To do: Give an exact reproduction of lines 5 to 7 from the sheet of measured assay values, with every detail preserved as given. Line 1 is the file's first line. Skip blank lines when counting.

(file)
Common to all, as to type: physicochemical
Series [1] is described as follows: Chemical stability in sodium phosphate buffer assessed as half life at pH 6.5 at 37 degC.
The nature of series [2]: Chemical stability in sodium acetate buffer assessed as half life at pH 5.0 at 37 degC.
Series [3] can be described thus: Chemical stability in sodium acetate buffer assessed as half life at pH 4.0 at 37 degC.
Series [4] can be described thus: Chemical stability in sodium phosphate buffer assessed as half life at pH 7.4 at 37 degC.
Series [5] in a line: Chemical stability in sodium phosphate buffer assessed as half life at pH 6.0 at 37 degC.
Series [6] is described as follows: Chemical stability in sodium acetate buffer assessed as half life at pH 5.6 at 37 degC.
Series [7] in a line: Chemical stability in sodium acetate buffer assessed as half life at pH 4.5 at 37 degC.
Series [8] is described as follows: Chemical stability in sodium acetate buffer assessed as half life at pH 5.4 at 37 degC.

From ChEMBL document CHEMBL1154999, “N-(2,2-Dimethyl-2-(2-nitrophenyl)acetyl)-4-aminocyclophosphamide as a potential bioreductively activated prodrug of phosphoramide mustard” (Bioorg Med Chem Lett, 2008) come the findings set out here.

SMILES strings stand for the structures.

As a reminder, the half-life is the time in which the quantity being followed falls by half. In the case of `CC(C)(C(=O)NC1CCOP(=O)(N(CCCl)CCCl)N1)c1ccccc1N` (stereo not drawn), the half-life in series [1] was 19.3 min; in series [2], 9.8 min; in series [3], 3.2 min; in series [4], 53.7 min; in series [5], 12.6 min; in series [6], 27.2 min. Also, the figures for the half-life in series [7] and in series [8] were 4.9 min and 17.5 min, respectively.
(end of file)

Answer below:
Series [4] can be described thus: Chemical stability in sodium phosphate buffer assessed as half life at pH 7.4 at 37 degC.
Series [5] in a line: Chemical stability in sodium phosphate buffer assessed as half life at pH 6.0 at 37 degC.
Series [6] is described as follows: Chemical stability in sodium acetate buffer assessed as half life at pH 5.6 at 37 degC.